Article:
Of course it could be just nonsense. They did predict 7 degrees Centigrade as the overnight low. It went down to 2 in foggy areas (most of Ottawa, I guess). Then again… even if it turns out to be 10 degrees colder than the predicted 24, it’s still a remarkably mild winter day. March 21, after all, is supposed to be the last day of winter. And I may have to fire up the A/C.

And it’s not just Ottawa. For Winnipeg (Winnipeg, for crying out loud!) today’s forecast is 28. A once in a thousand years event, says The Weather Network. Either that or the new norm, if global warming is to be believed. (Not necessarily bad news for many Canadians.)

I have been exchanging e-mails with a friend. We discussed, among other things, Rush Limbaugh’s now infamous comments on Sandra Fluke.

In response to comparisons of Limbaugh to some of the vile comments made by left-wing personalities like Bill Maher in the past (who called, for instance, Sarah Palin a ‘cunt’), I said this:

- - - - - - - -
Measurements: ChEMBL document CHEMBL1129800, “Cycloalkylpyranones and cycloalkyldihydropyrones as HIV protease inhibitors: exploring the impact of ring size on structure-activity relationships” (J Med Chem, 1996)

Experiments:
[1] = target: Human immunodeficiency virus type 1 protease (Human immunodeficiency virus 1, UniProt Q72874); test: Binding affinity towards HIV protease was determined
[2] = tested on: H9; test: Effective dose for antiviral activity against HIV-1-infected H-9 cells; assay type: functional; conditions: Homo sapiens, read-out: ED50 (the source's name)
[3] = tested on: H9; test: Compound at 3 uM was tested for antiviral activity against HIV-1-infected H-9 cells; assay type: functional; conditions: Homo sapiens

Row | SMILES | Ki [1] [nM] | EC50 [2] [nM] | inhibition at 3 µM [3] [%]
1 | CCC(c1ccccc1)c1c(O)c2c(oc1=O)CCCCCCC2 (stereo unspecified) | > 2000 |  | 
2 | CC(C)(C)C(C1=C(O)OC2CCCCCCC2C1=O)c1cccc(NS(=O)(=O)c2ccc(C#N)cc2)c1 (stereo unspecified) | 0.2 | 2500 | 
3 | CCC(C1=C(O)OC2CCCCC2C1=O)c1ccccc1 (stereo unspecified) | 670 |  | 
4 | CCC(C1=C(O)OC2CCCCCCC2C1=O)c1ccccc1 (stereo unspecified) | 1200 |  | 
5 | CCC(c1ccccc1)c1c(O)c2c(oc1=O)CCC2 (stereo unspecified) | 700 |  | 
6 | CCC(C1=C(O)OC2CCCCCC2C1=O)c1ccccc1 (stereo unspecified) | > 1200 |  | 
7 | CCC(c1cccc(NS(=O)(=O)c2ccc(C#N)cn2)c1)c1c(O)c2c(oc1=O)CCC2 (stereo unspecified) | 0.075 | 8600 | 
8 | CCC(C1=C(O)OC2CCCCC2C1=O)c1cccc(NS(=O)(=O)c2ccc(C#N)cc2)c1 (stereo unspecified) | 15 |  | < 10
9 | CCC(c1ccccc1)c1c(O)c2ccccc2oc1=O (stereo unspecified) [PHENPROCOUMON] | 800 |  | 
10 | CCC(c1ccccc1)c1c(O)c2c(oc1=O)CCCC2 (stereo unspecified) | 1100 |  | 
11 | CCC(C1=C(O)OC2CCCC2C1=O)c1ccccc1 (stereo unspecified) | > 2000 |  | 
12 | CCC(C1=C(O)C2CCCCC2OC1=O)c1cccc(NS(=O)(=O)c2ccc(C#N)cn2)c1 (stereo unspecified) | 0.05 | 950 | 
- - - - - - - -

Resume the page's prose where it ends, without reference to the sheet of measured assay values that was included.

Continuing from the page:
“I also note that Limbaugh’s rant went way beyond the use of an offensive word: he discussed Susan [sic!] Fluke’s sexual habits repeatedly and in detail, and once he was done demonstrating his complete ignorance on the topic of birth-control drugs (no, the amount of birth control pills consumed is not related to the amount of sex a person has, he must have confused it with the pills he takes for sex; and no, Fluke was not discussing recreational use of birth control pills but specifically their widespread use to treat serious gynecological conditions) he actually asked her publicly to make a porn video of her sexual activities. And, unlike the liberal comedians mentioned (who are, after all, comedians) Limbaugh did this in all seriousness. If I had been in Fluke’s place, I’d have called Limbaugh a lecherous, drug-addled dirty old pig. Fluke was more of a lady than I am a gentleman, I guess.”